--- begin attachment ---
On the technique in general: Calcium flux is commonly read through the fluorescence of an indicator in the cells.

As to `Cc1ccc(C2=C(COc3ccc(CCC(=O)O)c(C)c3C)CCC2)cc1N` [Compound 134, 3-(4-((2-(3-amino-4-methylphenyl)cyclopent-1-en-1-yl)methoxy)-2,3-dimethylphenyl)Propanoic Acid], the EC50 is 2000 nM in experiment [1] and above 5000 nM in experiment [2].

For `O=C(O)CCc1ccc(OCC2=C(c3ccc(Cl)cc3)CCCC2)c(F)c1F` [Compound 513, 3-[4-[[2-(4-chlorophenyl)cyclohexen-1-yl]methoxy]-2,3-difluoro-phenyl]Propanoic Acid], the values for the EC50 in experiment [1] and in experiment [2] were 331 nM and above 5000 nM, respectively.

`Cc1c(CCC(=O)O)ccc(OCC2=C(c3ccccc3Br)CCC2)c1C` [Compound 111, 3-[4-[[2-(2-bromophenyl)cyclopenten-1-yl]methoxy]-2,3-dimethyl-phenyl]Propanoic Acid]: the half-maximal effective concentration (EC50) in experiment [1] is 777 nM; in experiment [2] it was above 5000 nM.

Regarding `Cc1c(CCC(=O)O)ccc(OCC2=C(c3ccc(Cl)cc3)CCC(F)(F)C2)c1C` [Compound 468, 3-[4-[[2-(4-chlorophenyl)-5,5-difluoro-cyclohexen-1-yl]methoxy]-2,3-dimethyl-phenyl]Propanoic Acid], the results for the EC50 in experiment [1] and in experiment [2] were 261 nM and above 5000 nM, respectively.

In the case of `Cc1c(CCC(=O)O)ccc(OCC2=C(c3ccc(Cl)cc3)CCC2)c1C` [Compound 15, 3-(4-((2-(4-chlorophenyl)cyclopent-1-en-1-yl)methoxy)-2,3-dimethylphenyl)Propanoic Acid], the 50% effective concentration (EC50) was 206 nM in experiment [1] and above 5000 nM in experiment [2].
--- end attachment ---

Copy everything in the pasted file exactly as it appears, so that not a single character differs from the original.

On the technique in general: Calcium flux is commonly read through the fluorescence of an indicator in the cells.

As to `Cc1ccc(C2=C(COc3ccc(CCC(=O)O)c(C)c3C)CCC2)cc1N` [Compound 134, 3-(4-((2-(3-amino-4-methylphenyl)cyclopent-1-en-1-yl)methoxy)-2,3-dimethylphenyl)Propanoic Acid], the EC50 is 2000 nM in experiment [1] and above 5000 nM in experiment [2].

For `O=C(O)CCc1ccc(OCC2=C(c3ccc(Cl)cc3)CCCC2)c(F)c1F` [Compound 513, 3-[4-[[2-(4-chlorophenyl)cyclohexen-1-yl]methoxy]-2,3-difluoro-phenyl]Propanoic Acid], the values for the EC50 in experiment [1] and in experiment [2] were 331 nM and above 5000 nM, respectively.

`Cc1c(CCC(=O)O)ccc(OCC2=C(c3ccccc3Br)CCC2)c1C` [Compound 111, 3-[4-[[2-(2-bromophenyl)cyclopenten-1-yl]methoxy]-2,3-dimethyl-phenyl]Propanoic Acid]: the half-maximal effective concentration (EC50) in experiment [1] is 777 nM; in experiment [2] it was above 5000 nM.

Regarding `Cc1c(CCC(=O)O)ccc(OCC2=C(c3ccc(Cl)cc3)CCC(F)(F)C2)c1C` [Compound 468, 3-[4-[[2-(4-chlorophenyl)-5,5-difluoro-cyclohexen-1-yl]methoxy]-2,3-dimethyl-phenyl]Propanoic Acid], the results for the EC50 in experiment [1] and in experiment [2] were 261 nM and above 5000 nM, respectively.

In the case of `Cc1c(CCC(=O)O)ccc(OCC2=C(c3ccc(Cl)cc3)CCC2)c1C` [Compound 15, 3-(4-((2-(4-chlorophenyl)cyclopent-1-en-1-yl)methoxy)-2,3-dimethylphenyl)Propanoic Acid], the 50% effective concentration (EC50) was 206 nM in experiment [1] and above 5000 nM in experiment [2].